Brown Lays Down Marker on Tax Reform, Introduces Bills to Encourage Companies to Invest in American Workers

Senator’s Bills Would Reward Companies that Keep Jobs in U.S., Pay Workers Well, Create Corporate Freeloader Fee to Reimburse Taxpayers when Mega-Corporations Force Taxpayers to Subsidize Wages

WASHINGTON, D.C. –U.S. Sen. Sherrod Brown (D-OH) is continuing to introduce legislation to implement his plan to make hard work pay off. Today, Brown hosted a news conference call announcing a pair of bills to encourage corporations to invest in their workers and lay down a marker that American workers must be a priority in upcoming negotiations over reforming the tax code.

    1. The Patriot Employers Tax Credit would reward employers who keep jobs in the United States and pay workers well – encouraging them to create even more good-paying jobs in the U.S.
    1. The Corporate Freeloader Fee would require corporations that pay workers so little that their workers are forced onto government assistance programs to reimburse taxpayers for the cost.

“I want to cut taxes for working families and for businesses that support good-paying American jobs – not multinational corporations that ship our jobs overseas or squeeze American workers,” Brown said. “Tax reform must put American workers first.”

The Patriot Employers Tax Credit would create a tax credit for companies that maintain U.S. headquarters, pay workers an hourly wage of $15 per hour, and provide workers with adequate healthcare and retirement options. The bill also requires employers to make up the difference in regular and military compensation for National Guard and Reserve employees who are called for active duty. The tax credit equals 10 percent of the first $15,000 of wages earned by each employee.

The Corporate Freeloader Fee applies only to mega-corporations who file at least $100,000 in payroll taxes with the IRS daily for at least 180 days straight. It would not apply to Ohio small businesses. The Corporate Freeloader Fee levies a fee based on the number of employees at a company who earn less than 218 percent of the federal poverty rate, or $26,250 in 2017. The fee increases as the percentages of a company’s workforce who earn less than a living goes up. Companies can reduce fees by providing healthcare benefits and making contributions to employee retirement plans.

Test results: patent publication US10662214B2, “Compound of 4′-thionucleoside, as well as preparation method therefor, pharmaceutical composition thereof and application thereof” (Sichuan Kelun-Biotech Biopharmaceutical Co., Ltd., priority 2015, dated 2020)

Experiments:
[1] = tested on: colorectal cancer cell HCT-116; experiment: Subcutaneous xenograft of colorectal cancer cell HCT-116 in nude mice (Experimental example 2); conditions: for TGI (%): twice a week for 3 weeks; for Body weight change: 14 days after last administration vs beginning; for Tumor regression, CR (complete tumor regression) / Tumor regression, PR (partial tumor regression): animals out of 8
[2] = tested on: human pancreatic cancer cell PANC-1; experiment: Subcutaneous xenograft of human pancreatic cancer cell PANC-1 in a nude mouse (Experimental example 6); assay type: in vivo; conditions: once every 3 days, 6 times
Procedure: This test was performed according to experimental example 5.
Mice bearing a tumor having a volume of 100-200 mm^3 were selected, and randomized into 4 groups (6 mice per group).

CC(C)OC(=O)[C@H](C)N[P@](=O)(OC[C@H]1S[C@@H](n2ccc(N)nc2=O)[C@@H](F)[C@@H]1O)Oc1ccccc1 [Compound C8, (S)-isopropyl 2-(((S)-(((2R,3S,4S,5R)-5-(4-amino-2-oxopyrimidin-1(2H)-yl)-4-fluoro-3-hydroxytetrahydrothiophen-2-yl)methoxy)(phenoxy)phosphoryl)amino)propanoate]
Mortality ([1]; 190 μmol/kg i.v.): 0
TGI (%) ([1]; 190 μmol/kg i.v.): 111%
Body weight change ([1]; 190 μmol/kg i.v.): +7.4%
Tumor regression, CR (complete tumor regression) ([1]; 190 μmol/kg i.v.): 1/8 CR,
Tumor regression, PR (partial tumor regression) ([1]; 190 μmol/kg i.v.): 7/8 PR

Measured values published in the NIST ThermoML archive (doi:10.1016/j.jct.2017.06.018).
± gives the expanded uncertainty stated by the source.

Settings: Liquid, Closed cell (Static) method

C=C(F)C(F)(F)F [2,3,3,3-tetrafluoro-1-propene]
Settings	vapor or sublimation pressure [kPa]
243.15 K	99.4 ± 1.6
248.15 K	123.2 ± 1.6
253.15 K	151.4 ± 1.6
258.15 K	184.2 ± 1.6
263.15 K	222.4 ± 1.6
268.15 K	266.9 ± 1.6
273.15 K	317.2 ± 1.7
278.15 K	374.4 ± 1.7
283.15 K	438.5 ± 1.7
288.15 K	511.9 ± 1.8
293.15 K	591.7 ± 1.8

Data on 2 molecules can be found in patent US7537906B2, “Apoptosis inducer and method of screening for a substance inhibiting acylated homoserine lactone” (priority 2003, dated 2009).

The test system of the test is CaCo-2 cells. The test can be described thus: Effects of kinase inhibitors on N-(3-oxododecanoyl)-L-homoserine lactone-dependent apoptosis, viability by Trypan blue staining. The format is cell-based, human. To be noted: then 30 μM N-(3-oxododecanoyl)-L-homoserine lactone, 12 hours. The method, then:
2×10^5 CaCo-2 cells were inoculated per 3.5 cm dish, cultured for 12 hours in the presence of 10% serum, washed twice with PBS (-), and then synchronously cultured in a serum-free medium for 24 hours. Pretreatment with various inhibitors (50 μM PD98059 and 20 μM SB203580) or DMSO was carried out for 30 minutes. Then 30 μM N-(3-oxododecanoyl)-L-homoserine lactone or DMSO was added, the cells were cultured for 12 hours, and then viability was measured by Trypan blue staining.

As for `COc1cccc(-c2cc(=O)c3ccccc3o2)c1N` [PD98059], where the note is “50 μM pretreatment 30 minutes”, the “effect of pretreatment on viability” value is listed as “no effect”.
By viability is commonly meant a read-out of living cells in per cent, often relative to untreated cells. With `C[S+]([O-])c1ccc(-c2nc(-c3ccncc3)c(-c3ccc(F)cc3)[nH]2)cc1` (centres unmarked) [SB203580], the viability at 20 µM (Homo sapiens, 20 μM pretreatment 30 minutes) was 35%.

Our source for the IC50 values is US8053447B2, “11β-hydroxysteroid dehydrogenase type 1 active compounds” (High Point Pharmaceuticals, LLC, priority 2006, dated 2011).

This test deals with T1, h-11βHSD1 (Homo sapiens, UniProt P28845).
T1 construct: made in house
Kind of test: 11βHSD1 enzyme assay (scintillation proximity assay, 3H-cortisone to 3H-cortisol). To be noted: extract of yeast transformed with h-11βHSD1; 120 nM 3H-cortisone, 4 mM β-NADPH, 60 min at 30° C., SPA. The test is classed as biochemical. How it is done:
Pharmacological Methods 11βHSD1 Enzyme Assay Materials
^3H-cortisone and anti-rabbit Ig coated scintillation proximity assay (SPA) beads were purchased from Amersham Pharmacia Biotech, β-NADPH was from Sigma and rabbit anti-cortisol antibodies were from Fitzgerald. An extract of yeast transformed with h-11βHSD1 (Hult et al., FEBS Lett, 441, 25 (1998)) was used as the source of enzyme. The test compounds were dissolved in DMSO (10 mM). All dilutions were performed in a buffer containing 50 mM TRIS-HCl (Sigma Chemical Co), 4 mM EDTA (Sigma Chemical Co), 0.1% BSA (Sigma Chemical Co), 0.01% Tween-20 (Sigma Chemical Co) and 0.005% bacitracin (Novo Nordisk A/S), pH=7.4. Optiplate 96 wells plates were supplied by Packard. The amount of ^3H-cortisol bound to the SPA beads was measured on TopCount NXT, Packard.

Senator Brown has introduced legislation to crack down on corporations who ship jobs overseas. The Pay What You Owe Before You Go Act would require corporations who want to shift their headquarters overseas for tax purposes to pay their full U.S. tax bill on all deferred overseas profits before reincorporating in a new country. He’s also supporting the Stop Corporate Inversions Act, which would close a tax loophole that allows U.S. companies to acquire smaller foreign companies and move their tax home to a foreign jurisdiction as part of the overall transaction to avoid paying U.S. taxes.

Earlier this year, as part of his plan to restore the value of work, Brown also introduced legislation to provide employees advanced notice of their work schedules, expand two anti-poverty tax credits that help put money back in the pockets of working Ohioans and families, and provide paid sick leave and paid family and medical leave.  Last week, Brown also called on Labor Secretary Alexander Acosta to appeal a Texas court ruling that will deny 130,000 Ohioans a raise they were promised.

Brown and his office have been working on this plan since the fall of 2015. Some of the policies outlined in Brown’s plan are new ideas. Others Democrats have talked about before, but they’ve never been laid out as part of a broader agenda to restore the value of work for all Americans.

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